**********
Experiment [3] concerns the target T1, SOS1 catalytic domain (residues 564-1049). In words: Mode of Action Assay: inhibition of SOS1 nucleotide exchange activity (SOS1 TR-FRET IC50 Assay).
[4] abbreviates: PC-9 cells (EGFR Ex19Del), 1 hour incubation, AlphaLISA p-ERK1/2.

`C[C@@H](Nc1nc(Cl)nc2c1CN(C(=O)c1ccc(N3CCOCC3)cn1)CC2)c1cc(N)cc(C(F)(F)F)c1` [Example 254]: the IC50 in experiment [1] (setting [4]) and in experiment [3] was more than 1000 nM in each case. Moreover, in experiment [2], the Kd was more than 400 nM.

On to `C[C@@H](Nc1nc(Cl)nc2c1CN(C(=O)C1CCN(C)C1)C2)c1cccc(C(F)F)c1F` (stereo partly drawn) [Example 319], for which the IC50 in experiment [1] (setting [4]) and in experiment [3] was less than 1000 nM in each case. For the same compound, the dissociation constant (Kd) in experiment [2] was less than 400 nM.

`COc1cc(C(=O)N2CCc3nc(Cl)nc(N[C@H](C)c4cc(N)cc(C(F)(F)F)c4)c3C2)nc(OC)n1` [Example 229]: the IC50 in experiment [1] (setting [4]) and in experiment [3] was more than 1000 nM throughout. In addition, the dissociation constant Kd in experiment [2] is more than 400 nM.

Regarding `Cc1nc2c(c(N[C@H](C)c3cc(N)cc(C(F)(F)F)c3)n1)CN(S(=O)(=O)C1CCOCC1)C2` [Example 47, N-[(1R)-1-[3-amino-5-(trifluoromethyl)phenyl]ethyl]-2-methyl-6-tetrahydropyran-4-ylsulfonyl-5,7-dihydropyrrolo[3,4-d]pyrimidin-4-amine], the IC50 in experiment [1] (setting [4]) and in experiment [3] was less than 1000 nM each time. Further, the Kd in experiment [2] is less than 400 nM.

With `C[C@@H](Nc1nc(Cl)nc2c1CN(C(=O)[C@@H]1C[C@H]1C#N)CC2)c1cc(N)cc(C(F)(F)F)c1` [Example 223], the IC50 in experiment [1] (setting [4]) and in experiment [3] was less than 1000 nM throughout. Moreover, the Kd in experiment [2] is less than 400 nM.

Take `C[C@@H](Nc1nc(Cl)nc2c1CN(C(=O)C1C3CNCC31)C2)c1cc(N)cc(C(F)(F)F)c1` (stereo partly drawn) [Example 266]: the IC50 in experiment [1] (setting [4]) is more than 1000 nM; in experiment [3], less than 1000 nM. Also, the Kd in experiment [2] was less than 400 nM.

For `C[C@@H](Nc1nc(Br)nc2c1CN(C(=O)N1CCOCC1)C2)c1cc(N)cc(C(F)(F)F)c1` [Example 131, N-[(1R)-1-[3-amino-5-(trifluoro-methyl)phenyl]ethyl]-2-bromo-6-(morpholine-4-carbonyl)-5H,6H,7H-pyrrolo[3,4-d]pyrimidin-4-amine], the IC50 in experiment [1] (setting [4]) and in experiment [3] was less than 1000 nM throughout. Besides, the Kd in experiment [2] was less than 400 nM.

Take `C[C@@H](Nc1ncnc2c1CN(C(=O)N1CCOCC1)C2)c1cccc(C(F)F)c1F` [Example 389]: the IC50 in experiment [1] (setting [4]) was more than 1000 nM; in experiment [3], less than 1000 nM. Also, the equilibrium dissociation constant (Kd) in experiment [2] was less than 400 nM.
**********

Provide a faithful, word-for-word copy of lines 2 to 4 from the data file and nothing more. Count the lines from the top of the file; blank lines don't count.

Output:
[4] abbreviates: PC-9 cells (EGFR Ex19Del), 1 hour incubation, AlphaLISA p-ERK1/2.

`C[C@@H](Nc1nc(Cl)nc2c1CN(C(=O)c1ccc(N3CCOCC3)cn1)CC2)c1cc(N)cc(C(F)(F)F)c1` [Example 254]: the IC50 in experiment [1] (setting [4]) and in experiment [3] was more than 1000 nM in each case. Moreover, in experiment [2], the Kd was more than 400 nM.

On to `C[C@@H](Nc1nc(Cl)nc2c1CN(C(=O)C1CCN(C)C1)C2)c1cccc(C(F)F)c1F` (stereo partly drawn) [Example 319], for which the IC50 in experiment [1] (setting [4]) and in experiment [3] was less than 1000 nM in each case. For the same compound, the dissociation constant (Kd) in experiment [2] was less than 400 nM.